He was the son of Sir Henry Cary, afterwards 1st Viscount Falkland, a member of an ancient Devon family, who was lord deputy of Ireland from 1622 to 1629, and of his wife Elizabeth, was born either in 1609 or 1610, and was educated at Trinity College, Dublin. In 1625 he inherited from his grandfather the manors of Great Tew and Burford in Oxfordshire, and, about the age of 21, married Lettice, daughter of Sir Richard Morrison, of Tooley Park in Leicestershire. Following a quarrel with his father, whom he failed to propitiate by offering to hand over to him his estate, he left England to take service in the Dutch army, but soon returned. In 1633, by the death of his father, he became Viscount Falkland. His mother had embraced Roman Catholicism, to which it was now sought to attract Falkland himself, but his studies and reflections led him, under the influence of William Chillingworth, to the interpretation of religious problems rather by reason than by tradition or authority.
At Great Tew he enjoyed a short but happy period of study, and he assembled a cultured circle, whom the near neighbourhood of the university and his own brilliant qualities attracted to his house. He was the friend of John Hales and Chillingworth, was celebrated by Ben Jonson, John Suckling, Abraham Cowley and Edmund Waller in verse, and in prose by Edward Hyde, 1st Earl of Clarendon, who calls him the "incomparable" Falkland, and draws a delightful picture of his society and hospitality.
Falkland's intellectual pleasures, however, were soon interrupted by war and politics. He felt it his duty to take part on the side of King Charles I as a volunteer under Robert Devereux, 3rd Earl of Essex in the Bishops' Wars of 1639 against the Scots. In 1640 he was returned for Newport in the Isle of Wight to the Short and Long Parliaments, and took an active part on the side of the opposition. He spoke against the exaction of ship money on 7 December 1640, denouncing the servile conduct of Lord Keeper Finch and the judges.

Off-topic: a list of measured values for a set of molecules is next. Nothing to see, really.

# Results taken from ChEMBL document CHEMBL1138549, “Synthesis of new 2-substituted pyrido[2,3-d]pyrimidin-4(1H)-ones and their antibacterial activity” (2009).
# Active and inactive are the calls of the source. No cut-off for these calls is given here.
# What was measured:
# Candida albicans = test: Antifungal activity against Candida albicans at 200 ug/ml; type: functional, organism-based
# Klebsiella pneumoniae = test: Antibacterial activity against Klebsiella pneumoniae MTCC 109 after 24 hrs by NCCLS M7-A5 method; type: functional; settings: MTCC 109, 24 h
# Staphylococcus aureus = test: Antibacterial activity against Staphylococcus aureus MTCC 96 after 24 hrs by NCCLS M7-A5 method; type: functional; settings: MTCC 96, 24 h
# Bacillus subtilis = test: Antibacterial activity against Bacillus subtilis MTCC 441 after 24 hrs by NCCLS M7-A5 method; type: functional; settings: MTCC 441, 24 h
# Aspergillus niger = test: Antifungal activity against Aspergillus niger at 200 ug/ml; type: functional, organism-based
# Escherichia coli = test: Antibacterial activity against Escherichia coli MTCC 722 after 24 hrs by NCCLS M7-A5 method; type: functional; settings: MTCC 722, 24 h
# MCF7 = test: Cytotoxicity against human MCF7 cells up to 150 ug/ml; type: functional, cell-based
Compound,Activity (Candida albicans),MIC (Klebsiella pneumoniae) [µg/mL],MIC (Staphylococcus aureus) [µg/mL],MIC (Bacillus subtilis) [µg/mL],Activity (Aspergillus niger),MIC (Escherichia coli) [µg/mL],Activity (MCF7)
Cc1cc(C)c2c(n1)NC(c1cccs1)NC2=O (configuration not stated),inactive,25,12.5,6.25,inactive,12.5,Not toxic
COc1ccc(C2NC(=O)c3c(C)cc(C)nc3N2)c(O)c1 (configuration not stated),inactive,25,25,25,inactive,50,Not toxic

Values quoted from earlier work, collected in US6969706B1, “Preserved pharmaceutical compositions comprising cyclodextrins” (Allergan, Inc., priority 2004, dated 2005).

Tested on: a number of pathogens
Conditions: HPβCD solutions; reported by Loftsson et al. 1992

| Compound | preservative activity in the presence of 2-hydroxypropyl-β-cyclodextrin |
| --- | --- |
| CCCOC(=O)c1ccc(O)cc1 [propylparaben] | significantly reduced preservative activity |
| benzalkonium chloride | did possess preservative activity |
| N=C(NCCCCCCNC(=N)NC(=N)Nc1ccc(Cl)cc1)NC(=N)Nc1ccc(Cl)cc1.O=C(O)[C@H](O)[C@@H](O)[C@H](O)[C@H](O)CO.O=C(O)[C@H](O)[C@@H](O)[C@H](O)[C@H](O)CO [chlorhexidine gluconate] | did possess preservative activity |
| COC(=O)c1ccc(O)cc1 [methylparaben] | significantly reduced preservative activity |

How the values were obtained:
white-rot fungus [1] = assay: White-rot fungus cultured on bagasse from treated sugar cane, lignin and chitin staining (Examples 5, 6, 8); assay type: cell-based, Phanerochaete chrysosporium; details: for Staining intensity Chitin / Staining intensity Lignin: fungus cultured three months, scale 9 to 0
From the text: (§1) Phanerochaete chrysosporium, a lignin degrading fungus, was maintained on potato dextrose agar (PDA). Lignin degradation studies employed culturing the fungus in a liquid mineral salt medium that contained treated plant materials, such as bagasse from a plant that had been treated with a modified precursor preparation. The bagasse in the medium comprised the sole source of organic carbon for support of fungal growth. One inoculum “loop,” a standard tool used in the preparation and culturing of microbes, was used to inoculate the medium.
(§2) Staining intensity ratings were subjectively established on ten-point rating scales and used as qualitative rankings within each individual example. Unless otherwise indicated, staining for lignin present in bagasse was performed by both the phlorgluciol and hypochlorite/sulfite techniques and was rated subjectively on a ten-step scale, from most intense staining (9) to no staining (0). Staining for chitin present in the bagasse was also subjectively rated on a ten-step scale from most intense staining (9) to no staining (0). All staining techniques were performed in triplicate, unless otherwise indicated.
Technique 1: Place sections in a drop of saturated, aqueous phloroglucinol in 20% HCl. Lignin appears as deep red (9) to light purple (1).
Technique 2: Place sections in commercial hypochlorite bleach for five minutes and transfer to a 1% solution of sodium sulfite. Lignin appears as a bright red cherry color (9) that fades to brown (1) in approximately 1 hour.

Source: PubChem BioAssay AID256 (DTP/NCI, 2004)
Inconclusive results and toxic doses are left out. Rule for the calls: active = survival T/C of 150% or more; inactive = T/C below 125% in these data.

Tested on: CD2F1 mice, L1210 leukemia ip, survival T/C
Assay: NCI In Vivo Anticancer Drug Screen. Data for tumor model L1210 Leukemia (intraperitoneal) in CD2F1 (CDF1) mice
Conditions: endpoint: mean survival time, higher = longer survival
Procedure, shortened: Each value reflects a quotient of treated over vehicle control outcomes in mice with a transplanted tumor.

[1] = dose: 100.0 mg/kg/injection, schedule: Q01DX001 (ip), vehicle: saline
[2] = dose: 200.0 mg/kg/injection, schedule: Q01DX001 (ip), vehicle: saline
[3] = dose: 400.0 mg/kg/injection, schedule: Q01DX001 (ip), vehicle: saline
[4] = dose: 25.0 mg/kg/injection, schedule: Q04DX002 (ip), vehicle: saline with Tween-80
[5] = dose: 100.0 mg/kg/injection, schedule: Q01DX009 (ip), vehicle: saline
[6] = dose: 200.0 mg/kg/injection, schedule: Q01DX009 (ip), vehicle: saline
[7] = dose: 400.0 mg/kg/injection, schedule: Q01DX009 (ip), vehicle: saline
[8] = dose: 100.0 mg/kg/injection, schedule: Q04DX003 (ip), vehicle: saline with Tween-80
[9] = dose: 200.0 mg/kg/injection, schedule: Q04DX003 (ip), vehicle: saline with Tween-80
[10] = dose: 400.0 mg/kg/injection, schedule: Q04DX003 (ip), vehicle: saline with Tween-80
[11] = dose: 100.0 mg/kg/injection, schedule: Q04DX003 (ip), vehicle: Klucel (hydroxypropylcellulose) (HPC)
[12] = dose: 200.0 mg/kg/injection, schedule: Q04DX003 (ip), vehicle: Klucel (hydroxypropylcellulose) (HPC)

He supported the prosecution of Thomas Wentworth, Earl of Strafford, at the same time endeavouring on more than one occasion to moderate the measures of the House of Commons in the interests of justice, and voted for the third reading of the attainder on 21 April 1641. On the great question of the church he urged, in the debate of 8 February 1641, that the interference of the clergy in secular matters, the encroachments in jurisdiction of the spiritual courts, and the imposition by authority of unnecessary ceremonies, should be prohibited. On the other hand, though he denied that episcopacy existed jure divino, he was opposed to its abolition; fearing the establishment of the Presbyterian system, which in Scotland had proved equally tyrannical. Triennial parliaments would be sufficient to control the bishops, if they meditated any further attacks upon the national liberties, and he urged that "where it is not necessary to change, it is necessary not to change". (This was probably said in reply to Hampden during the root and branch bill debate that happened later.) Even Hampden still believed that a compromise with the episcopal principle was possible, and assured Falkland that if the bill taken up to the House of Lords on 1 May 1641, excluding the bishops from the Lords and the clergy from secular offices, were passed, "there would be nothing more attempted to the prejudice of the church". Accordingly the bill was supported by Falkland.
The times, however, were not favourable to compromise. The bill was lost in the Lords, and on 27 May the Root and Branch Bill, for the total abolition of episcopacy, was introduced in the House of Commons. This measure Falkland opposed, as well as the second bill for excluding the bishops, introduced on 21 October 1641. In the discussion on the Grand Remonstrance he took the part of the bishops and the Arminians. He was now opposed to the whole policy of the opposition, and, being reproached by John Hampden with his change of attitude, replied "that he had formerly been persuaded by that worthy gentleman to believe many things which he had since found to be untrue, and therefore he had changed his opinion in many particulars as well as to things as to persons".